The ‘Profoundly Radical’ Message of Earth Day’s First Organizer
Denis Hayes, Earth Day, climate change, renewable energy and the challenges ahead. John Schwartz reports. (NY Times)

‘An important time to listen’: ocean scientists race to hear the effects of coronavirus under water
The pandemic offers a temporary reprieve from the clamour of ocean noise — which can affect how whales and other species communicate, navigate and feed — and an opportunity to reflect on the consequences of human activity for marine life. Jimmy Thomson reports. (The Narwhal)

If you like to watch: Gray Wolves of Calvert Island
The coastal wolves of the Great Bear Rainforest are distinct from their mainland cousins. The Calvert Island pack has found a veritable smorgasbord this spring—an all-you-can-eat buffet of squid and whale. (Hakai Institute)

Ucluelet researcher scouring region for fish ears
Micah Quindazzi is asking West Coast fishers and ocean observers to lend him their ears. Quindazzi is scouring the peninsula for fish ears, called otoliths, in an effort to create a catalogue that he believes could unveil a treasure trove of information about sea life. “In 1899, scientists discovered ring like structures in the otoliths, similar to tree rings, that can age a fish,” he wrote in an email to the Westerly News. “Since then, otoliths have been used to identify fish species, determine the length of a fish, distinguish populations from each other, and even track the migration routes fish undertake.” In order to complete his catalog, Quindazzi is asking West Coasters to assist by donating any fish heads they acquire. Andrew Bailey reports. (Alberni Valley News)


Now, your tug weather--
West Entrance U.S. Waters Strait Of Juan De Fuca-  239 AM PDT Tue Apr 21 2020   
TODAY
 S wind to 10 kt becoming SE in the afternoon. Wind waves  2 ft or less. W swell 5 ft at 15 seconds. A slight chance of rain  in the afternoon. 
TONIGHT
 E wind 5 to 15 kt. Wind waves 2 ft or less. W swell  4 ft at 14 seconds. A chance of rain.




--
"Salish Sea News & Weather" is compiled as a community service by Mike Sato. To subscribe, send your name and email to msato (@) salishseacom.com. Your email information is never shared and you can unsubscribe at any time.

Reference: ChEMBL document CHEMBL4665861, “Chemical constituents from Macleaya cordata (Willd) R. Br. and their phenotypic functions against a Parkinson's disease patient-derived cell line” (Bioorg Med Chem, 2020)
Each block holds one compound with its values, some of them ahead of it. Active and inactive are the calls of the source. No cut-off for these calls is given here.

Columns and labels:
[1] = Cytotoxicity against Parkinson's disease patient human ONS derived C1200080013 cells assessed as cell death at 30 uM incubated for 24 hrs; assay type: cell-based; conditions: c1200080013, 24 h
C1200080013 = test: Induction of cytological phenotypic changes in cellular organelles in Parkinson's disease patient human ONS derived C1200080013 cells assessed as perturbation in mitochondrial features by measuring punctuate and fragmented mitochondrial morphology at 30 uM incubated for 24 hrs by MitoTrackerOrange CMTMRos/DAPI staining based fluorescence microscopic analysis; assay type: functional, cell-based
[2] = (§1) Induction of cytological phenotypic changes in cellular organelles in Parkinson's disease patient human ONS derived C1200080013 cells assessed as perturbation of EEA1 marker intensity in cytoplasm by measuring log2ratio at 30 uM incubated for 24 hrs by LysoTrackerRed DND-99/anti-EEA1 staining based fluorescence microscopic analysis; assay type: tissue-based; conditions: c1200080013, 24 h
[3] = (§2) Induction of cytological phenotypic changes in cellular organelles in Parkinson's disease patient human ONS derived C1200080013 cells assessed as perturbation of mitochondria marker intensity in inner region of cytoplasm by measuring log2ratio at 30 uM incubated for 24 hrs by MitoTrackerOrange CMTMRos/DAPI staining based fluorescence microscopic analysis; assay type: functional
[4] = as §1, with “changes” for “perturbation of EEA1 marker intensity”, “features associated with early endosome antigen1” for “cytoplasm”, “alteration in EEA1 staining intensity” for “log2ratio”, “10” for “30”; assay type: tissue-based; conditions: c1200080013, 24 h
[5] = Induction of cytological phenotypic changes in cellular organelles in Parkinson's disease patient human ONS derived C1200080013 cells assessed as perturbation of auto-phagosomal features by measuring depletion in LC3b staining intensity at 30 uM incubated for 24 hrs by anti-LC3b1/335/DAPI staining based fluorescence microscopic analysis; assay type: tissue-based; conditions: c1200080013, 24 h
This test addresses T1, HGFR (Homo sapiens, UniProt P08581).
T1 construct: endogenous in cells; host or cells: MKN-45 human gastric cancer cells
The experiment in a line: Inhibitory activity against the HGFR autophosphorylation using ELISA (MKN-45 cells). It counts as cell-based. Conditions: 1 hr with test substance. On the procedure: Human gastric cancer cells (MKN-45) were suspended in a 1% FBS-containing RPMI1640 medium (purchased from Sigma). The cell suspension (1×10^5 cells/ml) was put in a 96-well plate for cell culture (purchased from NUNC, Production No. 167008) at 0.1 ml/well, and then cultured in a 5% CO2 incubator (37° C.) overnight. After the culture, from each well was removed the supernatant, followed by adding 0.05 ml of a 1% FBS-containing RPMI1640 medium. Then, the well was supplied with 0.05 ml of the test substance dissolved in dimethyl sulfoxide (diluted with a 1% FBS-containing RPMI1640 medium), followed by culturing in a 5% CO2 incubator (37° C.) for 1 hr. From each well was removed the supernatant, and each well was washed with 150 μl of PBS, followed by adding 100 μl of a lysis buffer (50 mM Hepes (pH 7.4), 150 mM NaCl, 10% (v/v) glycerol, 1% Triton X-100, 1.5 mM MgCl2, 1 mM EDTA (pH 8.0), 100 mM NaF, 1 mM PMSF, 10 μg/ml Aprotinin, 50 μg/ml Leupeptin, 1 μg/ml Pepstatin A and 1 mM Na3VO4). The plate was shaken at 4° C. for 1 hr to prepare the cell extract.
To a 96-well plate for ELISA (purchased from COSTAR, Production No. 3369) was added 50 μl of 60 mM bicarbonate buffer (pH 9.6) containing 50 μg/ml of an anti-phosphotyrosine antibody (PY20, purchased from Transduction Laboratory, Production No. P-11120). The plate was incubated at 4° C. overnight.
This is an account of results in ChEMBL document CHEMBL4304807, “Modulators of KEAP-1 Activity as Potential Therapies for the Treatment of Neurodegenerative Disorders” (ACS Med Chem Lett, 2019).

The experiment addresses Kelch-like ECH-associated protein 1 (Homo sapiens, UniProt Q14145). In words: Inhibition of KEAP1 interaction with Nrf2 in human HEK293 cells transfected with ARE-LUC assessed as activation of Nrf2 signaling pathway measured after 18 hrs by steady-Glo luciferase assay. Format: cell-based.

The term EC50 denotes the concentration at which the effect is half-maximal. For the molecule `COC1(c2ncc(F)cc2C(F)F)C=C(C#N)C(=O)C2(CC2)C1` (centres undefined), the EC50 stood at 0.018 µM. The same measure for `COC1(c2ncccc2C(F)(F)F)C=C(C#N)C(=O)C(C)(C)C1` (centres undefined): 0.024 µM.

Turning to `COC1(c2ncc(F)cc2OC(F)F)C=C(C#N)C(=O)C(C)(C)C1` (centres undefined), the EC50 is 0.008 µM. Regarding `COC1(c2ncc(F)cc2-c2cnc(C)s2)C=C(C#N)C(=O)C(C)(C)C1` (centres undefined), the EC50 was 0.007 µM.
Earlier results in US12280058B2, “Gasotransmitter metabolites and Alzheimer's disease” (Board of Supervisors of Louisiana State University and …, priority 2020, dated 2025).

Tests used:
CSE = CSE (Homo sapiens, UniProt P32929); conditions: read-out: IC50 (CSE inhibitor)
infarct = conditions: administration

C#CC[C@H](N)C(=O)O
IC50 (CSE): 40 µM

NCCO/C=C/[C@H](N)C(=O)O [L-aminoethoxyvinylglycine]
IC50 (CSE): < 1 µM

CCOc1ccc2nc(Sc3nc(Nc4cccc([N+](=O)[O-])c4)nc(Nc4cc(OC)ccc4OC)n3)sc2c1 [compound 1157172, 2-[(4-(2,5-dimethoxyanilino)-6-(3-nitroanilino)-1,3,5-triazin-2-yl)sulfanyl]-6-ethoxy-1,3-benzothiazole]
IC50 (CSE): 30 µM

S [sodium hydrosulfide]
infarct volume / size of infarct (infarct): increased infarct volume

Salish Sea News: Communicate, Educate, Advocate

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Monday, April 20, 2020

4/20 Swallow, Deepwater Horizon, border closure, Earth Day 50, Trump's mercury, white orca, Salish Sea of old, derelict vessels

Violet green swallow [Ken Cole Schneider]
Violet green swallow Tachycineta thalassina
A small swallow of the west, nesting from Alaska to central Mexico. Similar to the Tree Swallow in appearance and also in behavior, nesting in tree cavities and in birdhouses; it also will nest in rock crevices of cliffs in rugged terrain. Flocks are often seen flying high over mountain pine forests or over steep canyons. Migrates in flocks. (Audubon)


*EDITOR'S NOTE: Access updates on the COVID-19 virus at national and regional print publications like the CBC, the Seattle Times, the Peninsula Daily News, the New York Times, and the Washington Post.



Report: Wildlife Impacts Persist a Decade after Deepwater Horizon
The Deepwater Horizon exploded on April 20, 2010 releasing 210 million gallons of crude oil into the Gulf of Mexico over 87 days. Oil slicks from the blowout covered an estimated area of 57,000 square miles (149,000 square kilometers). A National Wildlife Federation report: 10 Species, 10 Years Later: A Look at Gulf Restoration after the Deepwater Horizon Disaster, summarizes the latest information available about 10 wildlife species that were affected by the spill as well as the restoration efforts underway. (Marine Executive) See also: Oil dispersant chemicals are causing concerns ten years after the BP oil spill  Lynn Oldshue reports. (Alabama Public Radio) And: Deepwater Horizon Ten Years On  Members of the bipartisan commission created to investigate the spill say Congress and the Trump administration have failed to take safety seriously. Lisa Friedman reports. (NY Times)